Photo by Tom Pennington/Getty Images
Magic Basketball previews the 2011-2012 NBA season with a look at the players we’re most excited to watch this year.
My love for LeBron James has not gone undocumented. You can argue with me, hate me, judge me, or even discredit me. I stand firmly on my convictions that he is the best player in the game. But that’s not why I am writing today, nor is it the sole reason I live and breath NBA basketball.
The very same way that LeBron James represents my passion for the NBA, and really the game of basketball, James Harden represents all that there is to look forward to in the future of the league.
Whoa, that is a huge jump. Sit tight. I’ll explain what I mean.
There are basically a handful of super stars in the league that we are forced, either because of regional convictions or otherwise, to pick from and stand behind. Kobe guys are convinced that he’s the most clutch and greatest player to play. Dwight fans think that no one understands (like they do) the importance of defense, blocked shots, and presence. LeBron guys, while usually afraid to admit their love, are still convinced that he’s going to win five to seven championships pretty soon. I fall in that camp, by the way. Durant scores a lot, big time fantasy guy, we get it. But what goes unmentioned a lot of times are the rising stars that still grip us and represent the part of us that roots for the underdog (by that I mean undersized, underskilled, and under-everything). And really forget rooting for the underdog. How about rooting for a situation where we get to experience the growth, development, and arrival of a star.
I experienced something awesome last June. Most of the people I see every day here in Chattanooga know very little about the NBA (but goodness they will talk SEC football like it’s their job). They ask me a lot of dated questions about LeBron’s decision, and cite tired arguments about Kobe or LeBron being better — but their knowledge doesn’t go much farther than that.
Side note: I told a few guys at work this week that Chris Paul got traded to the Lakers and received more than three blank stares followed by a confused, “who?”
But something happened when the playoffs started. For many reasons, but primarily the story line revolving around LeBron and the Heat, people started giving the game a closer look. What I mean is the NBA is slightly less a wretched league infested by selfish, gutless prima donnas who want to “go one-on-one with anyone.” Yes, that is how most southern boys view the NBA. My geographic position in Chattanooga has typically left me sheepishly asking the bartender to change the channel from an SEC baseball game to an NBA game.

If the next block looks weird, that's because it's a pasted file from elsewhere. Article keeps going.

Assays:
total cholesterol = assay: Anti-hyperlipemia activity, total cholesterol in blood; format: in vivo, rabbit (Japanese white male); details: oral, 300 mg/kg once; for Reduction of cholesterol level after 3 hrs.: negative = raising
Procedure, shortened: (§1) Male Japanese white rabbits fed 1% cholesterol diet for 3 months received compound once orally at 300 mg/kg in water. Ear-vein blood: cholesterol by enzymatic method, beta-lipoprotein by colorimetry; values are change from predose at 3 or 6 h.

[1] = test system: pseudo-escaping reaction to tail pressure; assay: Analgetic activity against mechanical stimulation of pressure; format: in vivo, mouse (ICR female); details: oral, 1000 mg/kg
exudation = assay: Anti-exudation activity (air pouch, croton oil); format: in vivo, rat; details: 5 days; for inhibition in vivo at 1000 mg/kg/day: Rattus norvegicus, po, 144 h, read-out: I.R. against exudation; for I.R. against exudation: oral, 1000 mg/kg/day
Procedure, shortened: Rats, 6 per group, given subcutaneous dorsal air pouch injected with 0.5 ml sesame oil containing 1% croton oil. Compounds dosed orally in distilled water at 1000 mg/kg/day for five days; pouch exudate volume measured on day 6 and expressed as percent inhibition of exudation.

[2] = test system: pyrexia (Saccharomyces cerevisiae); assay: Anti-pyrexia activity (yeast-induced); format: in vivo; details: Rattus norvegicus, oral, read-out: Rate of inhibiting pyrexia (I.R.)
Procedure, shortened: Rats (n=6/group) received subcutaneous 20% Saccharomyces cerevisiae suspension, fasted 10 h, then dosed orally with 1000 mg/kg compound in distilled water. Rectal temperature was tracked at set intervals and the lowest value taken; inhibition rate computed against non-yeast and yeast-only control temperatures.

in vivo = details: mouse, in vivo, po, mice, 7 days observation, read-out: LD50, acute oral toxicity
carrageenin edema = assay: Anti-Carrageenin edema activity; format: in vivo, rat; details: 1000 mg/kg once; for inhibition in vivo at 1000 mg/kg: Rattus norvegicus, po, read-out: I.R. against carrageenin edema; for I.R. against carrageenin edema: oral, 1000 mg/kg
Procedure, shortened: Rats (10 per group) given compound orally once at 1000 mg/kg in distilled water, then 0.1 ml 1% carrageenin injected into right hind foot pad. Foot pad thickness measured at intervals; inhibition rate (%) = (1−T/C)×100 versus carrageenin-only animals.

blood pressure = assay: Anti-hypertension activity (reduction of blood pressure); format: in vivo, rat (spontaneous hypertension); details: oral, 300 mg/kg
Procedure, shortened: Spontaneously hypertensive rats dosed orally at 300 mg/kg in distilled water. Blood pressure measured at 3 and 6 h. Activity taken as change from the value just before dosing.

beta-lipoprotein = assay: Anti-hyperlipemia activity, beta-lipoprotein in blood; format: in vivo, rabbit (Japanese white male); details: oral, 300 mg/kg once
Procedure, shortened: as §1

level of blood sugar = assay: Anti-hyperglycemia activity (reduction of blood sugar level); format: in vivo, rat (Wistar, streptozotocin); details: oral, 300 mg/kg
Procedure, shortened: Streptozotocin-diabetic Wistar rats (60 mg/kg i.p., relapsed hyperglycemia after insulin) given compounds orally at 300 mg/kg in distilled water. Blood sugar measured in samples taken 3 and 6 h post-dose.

But last year during the playoffs, bars came alive with (perhaps) bandwagon Grizzlies fans rooting their hearts out for the likes of Marc Gasol, O.J. Mayo, and Zach Randolph. What? It was such a weird sight, but I realized that the draw for most of these guys was a.) the fact that Memphis was an underdog, b.) the guys on the team who were getting national attention for their unprecedented performances (Randolph, specifically), and c.) how identifiable Memphis was for these guys. It’s a regional thing.
It’s a good thing to access the game through superstars, but the game becomes addictive when you realize that guys like Zach Randolph, Marc Gasol (and James Harden — yes, I’m getting to him) can hang in a 48-minute game with, well, anyone.
The point here is that superstars doing superstar things have given new interest in the league that didn’t exist years ago, they get you to turn on your TV, or in my case, to revitalize your interest in the game of basketball. But it’s the rising stars that keep you coming back. They give you that hope that you’re witnessing something that will be talked about in years to come.
All that said, James Harden is by far and away the most exciting non-superstar to watch this year, and here’s why.
Age and progression
At 22 years old, Harden created a niche for himself within a rising program in OKC. Certainly it helps coming off the bench with a team boasting scoring juggernauts like Kevin Durant and Russell Westbrook, but Harden holds his own around these guys.
No, seriously, how many non-superstars have you seen display such consciousness and poise in the playoffs as a role player?